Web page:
[This post has been updated and turned into a paper to be published in AMPPS]
Much of the discussion in psychology surrounding Bayesian inference focuses on priors. Should we embrace priors, or should we be skeptical? When are Bayesian methods sensitive to specification of the prior, and when do the data effectively overwhelm it? Should we use context specific prior distributions or should we use general defaults? These are all great questions and great discussions to be having.
One thing that often gets left out of the discussion is the importance of the likelihood. The likelihood is the workhorse of Bayesian inference. In order to understand Bayesian parameter estimation you need to understand the likelihood. In order to understand Bayesian model comparison (Bayes factors) you need to understand the likelihood and likelihood ratios.
What is likelihood?
Likelihood is a funny concept. It’s not a probability, but it is proportional to a probability. The likelihood of a hypothesis (H) given some data (D) is proportional to the probability of obtaining D given that H is true, multiplied by an arbitrary positive constant (K). In other words, L(H|D) = K · P(D|H). Since a likelihood isn’t actually a probability it doesn’t obey various rules of probability. For example, likelihood need not sum to 1.
A critical difference between probability and likelihood is in the interpretation of what is fixed and what can vary. In the case of a conditional probability, P(D|H), the hypothesis is fixed and the data are free to vary. Likelihood, however, is the opposite. The likelihood of a hypothesis, L(H|D), conditions on the data as if they are fixed while allowing the hypotheses to vary.
The distinction is subtle, so I’ll say it again. For conditional probability, the hypothesis is treated as a given and the data are free to vary. For likelihood, the data are a given and the hypotheses vary.
The Likelihood Axiom
Edwards (1992, p. 30) defines the Likelihood Axiom as a natural combination of the Law of Likelihood and the Likelihood Principle.
The Law of Likelihood states that “within the framework of a statistical model, a particular set of data supports one statistical hypothesis better than another if the likelihood of the first hypothesis, on the data, exceeds the likelihood of the second hypothesis” (Emphasis original. Edwards, 1992, p. 30).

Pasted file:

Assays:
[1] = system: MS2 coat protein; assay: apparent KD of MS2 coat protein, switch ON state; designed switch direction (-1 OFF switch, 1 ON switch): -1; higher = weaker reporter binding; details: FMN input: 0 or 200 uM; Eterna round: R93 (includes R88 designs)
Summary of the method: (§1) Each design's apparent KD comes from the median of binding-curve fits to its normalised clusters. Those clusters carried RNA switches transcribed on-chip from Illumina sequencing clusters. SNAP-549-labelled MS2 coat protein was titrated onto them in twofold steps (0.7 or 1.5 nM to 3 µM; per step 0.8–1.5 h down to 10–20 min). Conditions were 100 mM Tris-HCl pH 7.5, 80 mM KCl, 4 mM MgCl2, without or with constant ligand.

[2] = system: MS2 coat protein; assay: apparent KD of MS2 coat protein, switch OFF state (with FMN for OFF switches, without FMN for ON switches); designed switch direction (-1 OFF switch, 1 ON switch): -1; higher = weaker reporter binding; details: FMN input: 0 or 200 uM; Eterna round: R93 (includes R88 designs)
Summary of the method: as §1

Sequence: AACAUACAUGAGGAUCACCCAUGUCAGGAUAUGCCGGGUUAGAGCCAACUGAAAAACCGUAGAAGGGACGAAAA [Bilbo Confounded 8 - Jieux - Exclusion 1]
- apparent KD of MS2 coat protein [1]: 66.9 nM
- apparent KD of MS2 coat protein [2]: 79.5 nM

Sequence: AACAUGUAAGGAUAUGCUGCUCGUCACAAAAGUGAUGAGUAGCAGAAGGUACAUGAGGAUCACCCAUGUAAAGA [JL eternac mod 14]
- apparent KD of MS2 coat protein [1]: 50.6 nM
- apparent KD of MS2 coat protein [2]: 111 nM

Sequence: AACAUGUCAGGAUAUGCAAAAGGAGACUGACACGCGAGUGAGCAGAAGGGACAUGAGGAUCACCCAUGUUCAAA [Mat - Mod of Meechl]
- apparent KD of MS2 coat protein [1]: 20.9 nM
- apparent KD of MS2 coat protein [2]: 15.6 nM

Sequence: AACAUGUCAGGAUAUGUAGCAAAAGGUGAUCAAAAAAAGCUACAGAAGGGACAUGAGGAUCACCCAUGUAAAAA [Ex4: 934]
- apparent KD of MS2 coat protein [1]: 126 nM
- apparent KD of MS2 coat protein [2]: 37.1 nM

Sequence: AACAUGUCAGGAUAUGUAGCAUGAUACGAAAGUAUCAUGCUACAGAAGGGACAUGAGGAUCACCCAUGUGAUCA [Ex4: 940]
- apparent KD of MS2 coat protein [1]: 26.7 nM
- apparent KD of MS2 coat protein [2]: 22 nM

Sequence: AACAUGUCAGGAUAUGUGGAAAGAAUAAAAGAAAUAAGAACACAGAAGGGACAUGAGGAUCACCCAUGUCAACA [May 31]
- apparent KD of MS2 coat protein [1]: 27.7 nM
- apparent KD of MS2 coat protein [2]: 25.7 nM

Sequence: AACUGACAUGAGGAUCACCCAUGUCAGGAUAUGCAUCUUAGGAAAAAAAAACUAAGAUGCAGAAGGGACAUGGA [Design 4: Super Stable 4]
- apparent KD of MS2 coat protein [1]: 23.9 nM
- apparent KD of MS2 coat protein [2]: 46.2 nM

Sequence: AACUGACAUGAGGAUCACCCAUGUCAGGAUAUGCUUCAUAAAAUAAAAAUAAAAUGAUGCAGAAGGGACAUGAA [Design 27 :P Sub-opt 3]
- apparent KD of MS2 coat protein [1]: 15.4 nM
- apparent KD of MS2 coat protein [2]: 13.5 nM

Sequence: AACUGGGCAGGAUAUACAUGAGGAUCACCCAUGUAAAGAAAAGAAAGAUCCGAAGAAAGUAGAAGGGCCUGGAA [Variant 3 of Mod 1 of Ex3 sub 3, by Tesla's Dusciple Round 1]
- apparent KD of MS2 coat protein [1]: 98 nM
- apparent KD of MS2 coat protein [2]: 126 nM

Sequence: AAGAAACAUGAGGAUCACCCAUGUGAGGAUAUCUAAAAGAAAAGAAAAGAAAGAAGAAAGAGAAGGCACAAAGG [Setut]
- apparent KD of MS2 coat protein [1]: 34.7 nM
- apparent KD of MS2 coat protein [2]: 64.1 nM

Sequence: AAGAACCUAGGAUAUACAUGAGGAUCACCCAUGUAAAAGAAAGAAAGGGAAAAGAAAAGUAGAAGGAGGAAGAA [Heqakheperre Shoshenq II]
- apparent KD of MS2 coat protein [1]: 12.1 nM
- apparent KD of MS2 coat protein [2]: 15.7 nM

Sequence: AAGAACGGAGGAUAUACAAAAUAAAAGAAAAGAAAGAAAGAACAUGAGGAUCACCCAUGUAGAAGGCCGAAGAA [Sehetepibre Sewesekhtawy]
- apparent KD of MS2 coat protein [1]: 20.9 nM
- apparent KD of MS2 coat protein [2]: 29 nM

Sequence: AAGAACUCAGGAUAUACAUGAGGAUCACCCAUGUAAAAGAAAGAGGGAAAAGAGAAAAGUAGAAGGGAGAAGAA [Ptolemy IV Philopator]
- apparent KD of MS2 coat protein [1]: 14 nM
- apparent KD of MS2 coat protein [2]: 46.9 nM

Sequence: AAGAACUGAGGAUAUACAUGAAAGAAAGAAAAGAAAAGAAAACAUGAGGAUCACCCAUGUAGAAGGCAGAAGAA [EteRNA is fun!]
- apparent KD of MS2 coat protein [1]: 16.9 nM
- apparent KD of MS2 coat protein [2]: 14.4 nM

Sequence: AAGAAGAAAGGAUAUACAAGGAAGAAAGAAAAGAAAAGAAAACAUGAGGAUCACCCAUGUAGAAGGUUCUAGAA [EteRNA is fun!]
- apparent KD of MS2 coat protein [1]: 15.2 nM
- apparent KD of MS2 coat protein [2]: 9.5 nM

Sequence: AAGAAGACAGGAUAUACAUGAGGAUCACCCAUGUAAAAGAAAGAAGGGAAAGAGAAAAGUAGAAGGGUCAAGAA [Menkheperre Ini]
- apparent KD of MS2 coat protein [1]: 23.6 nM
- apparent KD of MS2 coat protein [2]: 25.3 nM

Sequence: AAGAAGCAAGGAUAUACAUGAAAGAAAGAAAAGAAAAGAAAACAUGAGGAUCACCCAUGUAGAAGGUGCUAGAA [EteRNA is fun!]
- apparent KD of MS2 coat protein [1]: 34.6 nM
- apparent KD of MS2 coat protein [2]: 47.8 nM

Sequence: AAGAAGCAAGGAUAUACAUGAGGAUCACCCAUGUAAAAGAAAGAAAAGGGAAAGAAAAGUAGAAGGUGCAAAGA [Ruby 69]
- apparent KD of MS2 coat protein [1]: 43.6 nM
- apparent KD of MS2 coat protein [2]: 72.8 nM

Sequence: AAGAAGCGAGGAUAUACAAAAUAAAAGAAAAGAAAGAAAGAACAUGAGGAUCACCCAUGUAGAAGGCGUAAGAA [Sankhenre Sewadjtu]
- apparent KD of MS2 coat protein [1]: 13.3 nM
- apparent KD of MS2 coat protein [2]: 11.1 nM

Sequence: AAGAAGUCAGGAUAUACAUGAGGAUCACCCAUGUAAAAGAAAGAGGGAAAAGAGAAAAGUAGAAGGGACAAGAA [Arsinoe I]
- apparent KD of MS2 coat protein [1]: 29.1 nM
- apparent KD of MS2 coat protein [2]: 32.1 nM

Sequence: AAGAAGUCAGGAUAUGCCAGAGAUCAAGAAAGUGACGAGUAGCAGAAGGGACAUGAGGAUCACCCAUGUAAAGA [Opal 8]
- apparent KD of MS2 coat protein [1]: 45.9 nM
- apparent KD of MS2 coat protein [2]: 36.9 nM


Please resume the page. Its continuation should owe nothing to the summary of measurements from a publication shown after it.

In other words, there is evidence for H1 vis-a-vis H2 if and only if the probability of the data under H1 is greater than the probability of the data under H2. That is, D is evidence for H1 over H2 if P(D|H1) > P(D|H2). If these two probabilities are equivalent, then there is no evidence for either hypothesis over the other. Furthermore, the strength of the statistical evidence for H1 over H2 is quantified by the ratio of their likelihoods, L(H1|D)/L(H2|D) (which again is proportional to P(D|H1)/P(D|H2) up to an arbitrary constant that cancels out).
The Likelihood Principle states that the likelihood function contains all of the information relevant to the evaluation of statistical evidence. Other facets of the data that do not factor into the likelihood function are irrelevant to the evaluation of the strength of the statistical evidence (Edwards, 1992, p. 30; Royall, 1997, p. 22). They can be meaningful for planning studies or for decision analysis, but they are separate from the strength of the statistical evidence.
Likelihoods are meaningless in isolation
Unlike a probability, a likelihood has no real meaning per se due to the arbitrary constant. Only by comparing likelihoods do they become interpretable, because the constant in each likelihood cancels the other one out. The easiest way to explain this aspect of likelihood is to use the binomial distribution as an example.